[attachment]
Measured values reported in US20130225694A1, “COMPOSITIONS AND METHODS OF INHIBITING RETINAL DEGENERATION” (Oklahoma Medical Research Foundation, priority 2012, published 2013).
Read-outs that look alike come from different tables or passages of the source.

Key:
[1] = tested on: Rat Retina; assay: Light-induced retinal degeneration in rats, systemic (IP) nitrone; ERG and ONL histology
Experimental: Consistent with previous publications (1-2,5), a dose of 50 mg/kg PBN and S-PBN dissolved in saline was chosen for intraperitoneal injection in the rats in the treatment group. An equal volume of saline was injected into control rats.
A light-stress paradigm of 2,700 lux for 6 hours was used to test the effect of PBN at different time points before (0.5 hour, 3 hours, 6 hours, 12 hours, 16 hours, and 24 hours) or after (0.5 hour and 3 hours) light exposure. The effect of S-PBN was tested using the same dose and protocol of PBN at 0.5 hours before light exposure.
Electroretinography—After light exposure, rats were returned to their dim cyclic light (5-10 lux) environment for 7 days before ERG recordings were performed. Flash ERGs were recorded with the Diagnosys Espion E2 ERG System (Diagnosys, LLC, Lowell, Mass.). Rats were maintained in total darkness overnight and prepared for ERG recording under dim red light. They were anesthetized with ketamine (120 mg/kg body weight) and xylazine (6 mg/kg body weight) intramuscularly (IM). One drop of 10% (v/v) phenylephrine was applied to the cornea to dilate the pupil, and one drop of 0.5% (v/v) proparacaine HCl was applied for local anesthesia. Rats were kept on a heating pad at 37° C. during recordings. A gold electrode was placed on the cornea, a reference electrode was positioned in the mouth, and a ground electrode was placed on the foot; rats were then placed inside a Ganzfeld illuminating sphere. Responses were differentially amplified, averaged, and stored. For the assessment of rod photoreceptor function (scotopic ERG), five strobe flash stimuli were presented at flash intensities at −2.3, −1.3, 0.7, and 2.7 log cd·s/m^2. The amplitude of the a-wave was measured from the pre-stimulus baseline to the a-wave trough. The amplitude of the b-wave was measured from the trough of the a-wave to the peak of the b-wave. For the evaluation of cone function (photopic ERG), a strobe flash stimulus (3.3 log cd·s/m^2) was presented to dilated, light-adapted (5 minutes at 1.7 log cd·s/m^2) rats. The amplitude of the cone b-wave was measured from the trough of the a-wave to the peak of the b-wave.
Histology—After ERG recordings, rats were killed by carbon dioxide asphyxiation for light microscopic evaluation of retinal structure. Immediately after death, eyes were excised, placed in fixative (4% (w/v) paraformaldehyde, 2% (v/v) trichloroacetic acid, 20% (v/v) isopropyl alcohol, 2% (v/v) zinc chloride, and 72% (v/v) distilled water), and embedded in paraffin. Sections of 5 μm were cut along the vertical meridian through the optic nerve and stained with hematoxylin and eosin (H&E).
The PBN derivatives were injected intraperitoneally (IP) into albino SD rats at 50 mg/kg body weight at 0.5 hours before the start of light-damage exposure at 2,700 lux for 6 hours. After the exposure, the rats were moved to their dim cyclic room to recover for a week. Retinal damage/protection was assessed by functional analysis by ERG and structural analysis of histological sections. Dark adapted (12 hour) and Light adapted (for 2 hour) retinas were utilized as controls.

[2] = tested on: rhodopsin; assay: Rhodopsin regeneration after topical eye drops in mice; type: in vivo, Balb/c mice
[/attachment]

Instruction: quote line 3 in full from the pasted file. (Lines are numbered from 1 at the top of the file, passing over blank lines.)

Key: